Why are emergency eye wash stations important?

The 10 to 15 seconds following a chemical splashing into the eye are critical to preventing extremely serious, and potentially permanent, eye injuries. Employees must have access to an emergency eye wash station to ensure they can quickly and properly flush away hazardous substances.

Even if the proper safety precautions are being followed an accident can still occur. In addition to implementing hazard controls to limit exposure, such as engineering controls or personal protective equipment, it's critical workplaces have accessible eyewash stations to provide immediate decontamination for workers in the case of an emergency.

Types of Eyewash Stations

OSHA requires that wherever a worker's eyes or body could be exposed to corrosive materials that are potentially injurious, equipment or facilities must be established within the work areas and available for immediate emergency use. ANSI defines four types of flushing equipment within their standard ANSI/ISEA Z358.1, Emergency Eyewash and Shower Equipment:

  • Eyewash
  • Combination eye/face wash
  • Drench showers (for entire body)
  • Combination shower and eyewash

Although portable eyewash bottles and stations are merely supplemental and should not be used as a replacement for the equipment listed above, these options are particularly helpful for rinsing out a worker's eyes until the worker is able to reach an eye wash station.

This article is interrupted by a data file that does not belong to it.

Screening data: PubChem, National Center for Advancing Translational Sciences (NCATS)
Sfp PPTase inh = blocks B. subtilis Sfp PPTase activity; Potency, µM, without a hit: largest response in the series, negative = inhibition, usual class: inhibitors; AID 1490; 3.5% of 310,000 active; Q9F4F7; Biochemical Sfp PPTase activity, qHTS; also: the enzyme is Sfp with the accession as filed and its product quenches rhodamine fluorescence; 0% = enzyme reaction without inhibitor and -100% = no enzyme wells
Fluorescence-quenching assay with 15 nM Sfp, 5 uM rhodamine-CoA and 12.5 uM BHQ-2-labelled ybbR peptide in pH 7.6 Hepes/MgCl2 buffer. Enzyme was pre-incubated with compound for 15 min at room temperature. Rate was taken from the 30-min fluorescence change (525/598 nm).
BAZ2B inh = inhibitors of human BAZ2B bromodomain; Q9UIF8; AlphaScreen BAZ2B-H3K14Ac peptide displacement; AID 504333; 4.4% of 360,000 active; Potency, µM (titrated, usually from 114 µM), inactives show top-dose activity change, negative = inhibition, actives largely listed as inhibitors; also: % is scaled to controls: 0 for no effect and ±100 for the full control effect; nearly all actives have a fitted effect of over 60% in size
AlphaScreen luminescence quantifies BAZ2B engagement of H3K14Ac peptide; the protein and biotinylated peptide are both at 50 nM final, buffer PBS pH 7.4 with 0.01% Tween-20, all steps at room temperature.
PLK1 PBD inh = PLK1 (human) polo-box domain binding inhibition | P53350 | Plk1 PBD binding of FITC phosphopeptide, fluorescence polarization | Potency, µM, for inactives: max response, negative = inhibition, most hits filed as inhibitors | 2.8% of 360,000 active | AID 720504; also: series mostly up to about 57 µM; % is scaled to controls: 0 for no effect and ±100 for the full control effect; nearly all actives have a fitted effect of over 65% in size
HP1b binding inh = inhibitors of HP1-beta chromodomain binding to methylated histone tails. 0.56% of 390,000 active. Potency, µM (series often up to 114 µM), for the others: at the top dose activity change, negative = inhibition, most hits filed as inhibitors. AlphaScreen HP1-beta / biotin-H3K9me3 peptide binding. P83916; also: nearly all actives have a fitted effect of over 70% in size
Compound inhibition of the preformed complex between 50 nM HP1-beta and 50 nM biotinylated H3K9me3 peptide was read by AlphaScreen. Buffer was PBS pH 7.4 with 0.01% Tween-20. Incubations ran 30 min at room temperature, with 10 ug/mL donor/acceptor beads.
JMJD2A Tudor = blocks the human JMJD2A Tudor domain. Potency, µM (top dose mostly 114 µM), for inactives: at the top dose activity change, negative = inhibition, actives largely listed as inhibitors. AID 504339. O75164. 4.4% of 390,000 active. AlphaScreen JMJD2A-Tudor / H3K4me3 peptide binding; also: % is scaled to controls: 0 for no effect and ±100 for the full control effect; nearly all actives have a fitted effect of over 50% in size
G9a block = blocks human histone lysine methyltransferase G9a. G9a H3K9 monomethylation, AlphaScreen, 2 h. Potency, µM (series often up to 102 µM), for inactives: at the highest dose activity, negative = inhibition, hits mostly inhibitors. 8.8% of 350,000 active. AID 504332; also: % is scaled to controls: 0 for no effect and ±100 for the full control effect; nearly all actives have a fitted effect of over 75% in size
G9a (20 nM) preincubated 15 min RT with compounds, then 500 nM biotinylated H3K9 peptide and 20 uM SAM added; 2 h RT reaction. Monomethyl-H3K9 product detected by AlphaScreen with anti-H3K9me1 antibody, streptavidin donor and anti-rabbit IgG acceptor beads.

Making Sure Workers can Locate Eye Wash Stations

Both OSHA and ANSI recommend eye wash stations be located as close to the hazard as possible and that an individual should be able to reach the equipment in no more than 10 seconds. The eye wash or shower should not be partitioned off from the hazardous work area, but instead be clearly identified with a highly-visible safety sign that is easy to understand. To ensure the area around an emergency eye wash station is kept clear at all times, use floor marking to remind workers not to block this equipment.

 

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